‘When we look at the earlier designs, there is usually a light well acting as the source of natural light for kitchens, through their own windows,’ he said, ‘now it is no longer necessary.’

Ho described to FactWire that by excluding the space for light wells, units could now be arranged very closely to one another in the form of an array.

‘For example, if the building was 50 metres in width, a unit would simply be divided into rooms within those 50 metres. The same would apply to the unit next to it. This way, a lot of units would be able to fit into the building. The number of units would definitely be more than if a separate space had to be arranged for kitchens,’ he explained.

He added that this kind of design would reduce the external wall area, minimising the overall cost. Public space such as the corridor would also be shortened. It would be more suitable to the relatively narrower sites in urban spaces, allowing more units to face the street.


Apart from open kitchens, windowless toilets also became allowed in Hong Kong’s regulations. In December 1997, the Buildings Department officially accepted the use of artificial lighting and mechanical ventilation as written in the <Practice Note for Authorized Persons and Registered Structural Engineers 219>. The Practice Note, which was issued by the Building Authority (who is also the Director of Buildings) without having undergone any public consultation, overrode the requirement of a toilet window written in section 36 of the <Building (Planning) Regulations>.

Stewart Leung, Chairman of The Real Estate Developers Association of Hong Kong, disagreed with the claim that the modification in regulations was to make it easier for developers to build nano flats. He stressed that the emergence of nano flats was only to meet market demands.

‘Developers know the property market well. They look at the districts and the buildings in those districts to identify potential targets and to determine the suitable flat size and price before asking architects to work on a corresponding plan,’ he said, ‘Every major developer has its own team of architects to cater to their needs.’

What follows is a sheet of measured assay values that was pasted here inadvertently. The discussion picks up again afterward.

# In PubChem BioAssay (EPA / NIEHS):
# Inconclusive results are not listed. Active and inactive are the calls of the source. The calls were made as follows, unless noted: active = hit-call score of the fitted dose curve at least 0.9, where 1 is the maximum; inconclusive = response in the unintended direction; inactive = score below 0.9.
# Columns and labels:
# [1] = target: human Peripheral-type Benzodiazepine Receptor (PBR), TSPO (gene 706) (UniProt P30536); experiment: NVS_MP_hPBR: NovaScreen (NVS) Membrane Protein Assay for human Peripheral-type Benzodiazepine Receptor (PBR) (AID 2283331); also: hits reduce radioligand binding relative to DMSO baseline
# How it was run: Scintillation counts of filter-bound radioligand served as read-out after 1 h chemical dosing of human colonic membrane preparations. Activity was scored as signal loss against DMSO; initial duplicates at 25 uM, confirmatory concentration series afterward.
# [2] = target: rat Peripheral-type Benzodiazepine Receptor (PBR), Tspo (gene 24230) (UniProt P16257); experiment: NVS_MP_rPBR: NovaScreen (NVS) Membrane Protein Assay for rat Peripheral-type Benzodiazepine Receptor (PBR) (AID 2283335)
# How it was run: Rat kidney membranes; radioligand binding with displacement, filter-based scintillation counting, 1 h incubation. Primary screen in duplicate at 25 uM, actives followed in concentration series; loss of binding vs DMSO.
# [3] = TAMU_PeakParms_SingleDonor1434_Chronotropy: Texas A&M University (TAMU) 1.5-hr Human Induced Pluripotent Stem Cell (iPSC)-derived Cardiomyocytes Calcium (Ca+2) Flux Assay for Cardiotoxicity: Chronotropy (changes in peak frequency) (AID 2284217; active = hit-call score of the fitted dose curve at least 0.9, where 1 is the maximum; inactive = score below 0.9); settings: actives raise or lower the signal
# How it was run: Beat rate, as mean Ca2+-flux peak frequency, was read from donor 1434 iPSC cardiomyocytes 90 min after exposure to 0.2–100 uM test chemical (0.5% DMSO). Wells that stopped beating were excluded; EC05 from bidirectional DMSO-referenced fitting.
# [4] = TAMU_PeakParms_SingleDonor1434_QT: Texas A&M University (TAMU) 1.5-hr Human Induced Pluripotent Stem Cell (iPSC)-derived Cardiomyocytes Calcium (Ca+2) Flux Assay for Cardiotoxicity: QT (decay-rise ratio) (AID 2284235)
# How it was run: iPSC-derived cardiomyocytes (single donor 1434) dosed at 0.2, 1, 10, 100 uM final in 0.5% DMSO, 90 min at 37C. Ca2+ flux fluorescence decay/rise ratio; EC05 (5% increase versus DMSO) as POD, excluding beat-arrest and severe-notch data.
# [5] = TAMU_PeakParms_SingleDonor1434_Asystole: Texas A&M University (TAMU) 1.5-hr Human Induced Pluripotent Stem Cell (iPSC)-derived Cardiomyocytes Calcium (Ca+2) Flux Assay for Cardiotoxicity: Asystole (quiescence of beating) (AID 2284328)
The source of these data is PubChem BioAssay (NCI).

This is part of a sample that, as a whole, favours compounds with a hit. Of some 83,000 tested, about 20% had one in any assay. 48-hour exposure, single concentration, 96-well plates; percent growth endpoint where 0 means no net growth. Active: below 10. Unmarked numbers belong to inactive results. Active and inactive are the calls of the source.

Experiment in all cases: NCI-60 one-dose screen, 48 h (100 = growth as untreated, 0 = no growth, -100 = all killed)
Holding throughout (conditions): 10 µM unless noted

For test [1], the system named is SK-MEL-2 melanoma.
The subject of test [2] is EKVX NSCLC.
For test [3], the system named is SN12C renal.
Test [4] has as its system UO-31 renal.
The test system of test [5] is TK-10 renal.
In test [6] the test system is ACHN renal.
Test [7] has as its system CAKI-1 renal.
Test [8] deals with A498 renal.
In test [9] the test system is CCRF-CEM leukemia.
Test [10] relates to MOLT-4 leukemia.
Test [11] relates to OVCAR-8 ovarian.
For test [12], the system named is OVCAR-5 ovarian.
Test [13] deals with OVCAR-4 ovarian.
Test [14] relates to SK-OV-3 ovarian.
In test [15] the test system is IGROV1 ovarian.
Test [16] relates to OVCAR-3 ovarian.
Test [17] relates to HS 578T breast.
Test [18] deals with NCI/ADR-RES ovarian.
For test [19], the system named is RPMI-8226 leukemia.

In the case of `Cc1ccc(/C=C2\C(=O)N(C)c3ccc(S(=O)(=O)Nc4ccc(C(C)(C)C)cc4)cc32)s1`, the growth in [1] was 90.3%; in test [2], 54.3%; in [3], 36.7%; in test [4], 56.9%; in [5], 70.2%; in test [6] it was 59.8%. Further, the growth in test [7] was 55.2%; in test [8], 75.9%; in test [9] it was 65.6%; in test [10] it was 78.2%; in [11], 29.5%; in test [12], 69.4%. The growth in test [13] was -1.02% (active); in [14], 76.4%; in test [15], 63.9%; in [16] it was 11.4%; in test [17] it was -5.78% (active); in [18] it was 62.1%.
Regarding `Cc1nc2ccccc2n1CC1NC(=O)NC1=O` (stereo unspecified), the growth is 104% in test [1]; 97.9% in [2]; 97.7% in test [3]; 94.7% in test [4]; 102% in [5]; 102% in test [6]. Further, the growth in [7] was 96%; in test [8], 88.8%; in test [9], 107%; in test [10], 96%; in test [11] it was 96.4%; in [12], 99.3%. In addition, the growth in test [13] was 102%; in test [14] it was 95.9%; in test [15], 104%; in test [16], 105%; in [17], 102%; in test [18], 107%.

‘The government is not teaching you to do business. Developers have to find their own markets,’ said Stewart Leung.

When asked whether the industry had spoken with the government before the modification in regulations were imposed, Leung firmly said ‘no’. ‘The government would never respond,’ he noted, ‘It only restricts the number of flats in its land sale conditions as well as the minimum flat size for developers to follow. Other than that, the government is not teaching you to do business. Developers have to find their own markets.’

Franklin Yu, Vice President of the Hong Kong Institute of Architects, was a member of APSEC in 2012. He admitted that the Buildings Department’s interpretation of the lighting and ventilation requirements for open kitchens has had a ‘significant impact’ on current building designs.

Yu told FactWire that the modifications to the toilet and kitchen requirements were originally intended for offices and hotel rooms. It was only later that the industry realised how spaces in residential flats were similarly not utilised as ‘efficiently’. Since flats were dwindling in size, compounded with the limited external wall area, it became challenging to design flats with windows in each toilet and kitchen.

As an alternative, Yu said that the open kitchen design ‘kills two birds with one stone’. ‘People like open kitchens too, as long as fire safety, lighting and ventilation issues can be solved,’ he said.

‘People like open kitchens too, as long as fire safety, lighting and ventilation issues can be solved,’ said Franklin Yu.

When asked about the APSEC Discussion Forum in 2012, he responded, ‘that was indeed just a discussion, not really a suggestion (by the Hong Kong Institute of Architects).’